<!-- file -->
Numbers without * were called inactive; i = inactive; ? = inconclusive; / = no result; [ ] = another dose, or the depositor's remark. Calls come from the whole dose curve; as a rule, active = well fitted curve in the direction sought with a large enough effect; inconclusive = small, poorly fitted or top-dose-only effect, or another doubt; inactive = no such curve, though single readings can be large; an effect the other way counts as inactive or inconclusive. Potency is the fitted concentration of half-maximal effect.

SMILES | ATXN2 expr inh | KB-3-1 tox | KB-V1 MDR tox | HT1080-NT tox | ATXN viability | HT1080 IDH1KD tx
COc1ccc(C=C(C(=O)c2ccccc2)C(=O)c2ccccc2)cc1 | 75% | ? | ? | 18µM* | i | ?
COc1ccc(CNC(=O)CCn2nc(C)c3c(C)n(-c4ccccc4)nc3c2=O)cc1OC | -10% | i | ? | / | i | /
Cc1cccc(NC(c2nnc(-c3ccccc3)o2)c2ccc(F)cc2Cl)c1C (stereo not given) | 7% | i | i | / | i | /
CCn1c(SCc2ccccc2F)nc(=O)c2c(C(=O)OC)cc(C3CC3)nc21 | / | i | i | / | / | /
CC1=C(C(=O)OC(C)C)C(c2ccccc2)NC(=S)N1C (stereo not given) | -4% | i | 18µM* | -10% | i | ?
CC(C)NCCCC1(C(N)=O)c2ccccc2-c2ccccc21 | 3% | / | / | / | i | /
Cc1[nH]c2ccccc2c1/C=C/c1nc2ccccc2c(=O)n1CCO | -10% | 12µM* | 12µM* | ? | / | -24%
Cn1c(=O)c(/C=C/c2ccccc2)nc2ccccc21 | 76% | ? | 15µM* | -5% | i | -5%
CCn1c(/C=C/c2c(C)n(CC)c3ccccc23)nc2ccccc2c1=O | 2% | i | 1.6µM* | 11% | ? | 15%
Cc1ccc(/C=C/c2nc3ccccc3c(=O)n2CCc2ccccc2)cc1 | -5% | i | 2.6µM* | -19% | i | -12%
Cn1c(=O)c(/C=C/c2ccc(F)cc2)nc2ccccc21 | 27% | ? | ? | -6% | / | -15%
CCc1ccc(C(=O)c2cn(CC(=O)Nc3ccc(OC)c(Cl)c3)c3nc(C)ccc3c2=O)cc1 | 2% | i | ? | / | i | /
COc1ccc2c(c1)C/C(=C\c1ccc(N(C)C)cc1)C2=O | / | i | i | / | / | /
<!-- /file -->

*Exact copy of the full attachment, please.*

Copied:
Numbers without * were called inactive; i = inactive; ? = inconclusive; / = no result; [ ] = another dose, or the depositor's remark. Calls come from the whole dose curve; as a rule, active = well fitted curve in the direction sought with a large enough effect; inconclusive = small, poorly fitted or top-dose-only effect, or another doubt; inactive = no such curve, though single readings can be large; an effect the other way counts as inactive or inconclusive. Potency is the fitted concentration of half-maximal effect.

SMILES | ATXN2 expr inh | KB-3-1 tox | KB-V1 MDR tox | HT1080-NT tox | ATXN viability | HT1080 IDH1KD tx
COc1ccc(C=C(C(=O)c2ccccc2)C(=O)c2ccccc2)cc1 | 75% | ? | ? | 18µM* | i | ?
COc1ccc(CNC(=O)CCn2nc(C)c3c(C)n(-c4ccccc4)nc3c2=O)cc1OC | -10% | i | ? | / | i | /
Cc1cccc(NC(c2nnc(-c3ccccc3)o2)c2ccc(F)cc2Cl)c1C (stereo not given) | 7% | i | i | / | i | /
CCn1c(SCc2ccccc2F)nc(=O)c2c(C(=O)OC)cc(C3CC3)nc21 | / | i | i | / | / | /
CC1=C(C(=O)OC(C)C)C(c2ccccc2)NC(=S)N1C (stereo not given) | -4% | i | 18µM* | -10% | i | ?
CC(C)NCCCC1(C(N)=O)c2ccccc2-c2ccccc21 | 3% | / | / | / | i | /
Cc1[nH]c2ccccc2c1/C=C/c1nc2ccccc2c(=O)n1CCO | -10% | 12µM* | 12µM* | ? | / | -24%
Cn1c(=O)c(/C=C/c2ccccc2)nc2ccccc21 | 76% | ? | 15µM* | -5% | i | -5%
CCn1c(/C=C/c2c(C)n(CC)c3ccccc23)nc2ccccc2c1=O | 2% | i | 1.6µM* | 11% | ? | 15%
Cc1ccc(/C=C/c2nc3ccccc3c(=O)n2CCc2ccccc2)cc1 | -5% | i | 2.6µM* | -19% | i | -12%
Cn1c(=O)c(/C=C/c2ccc(F)cc2)nc2ccccc21 | 27% | ? | ? | -6% | / | -15%
CCc1ccc(C(=O)c2cn(CC(=O)Nc3ccc(OC)c(Cl)c3)c3nc(C)ccc3c2=O)cc1 | 2% | i | ? | / | i | /
COc1ccc2c(c1)C/C(=C\c1ccc(N(C)C)cc1)C2=O | / | i | i | / | / | /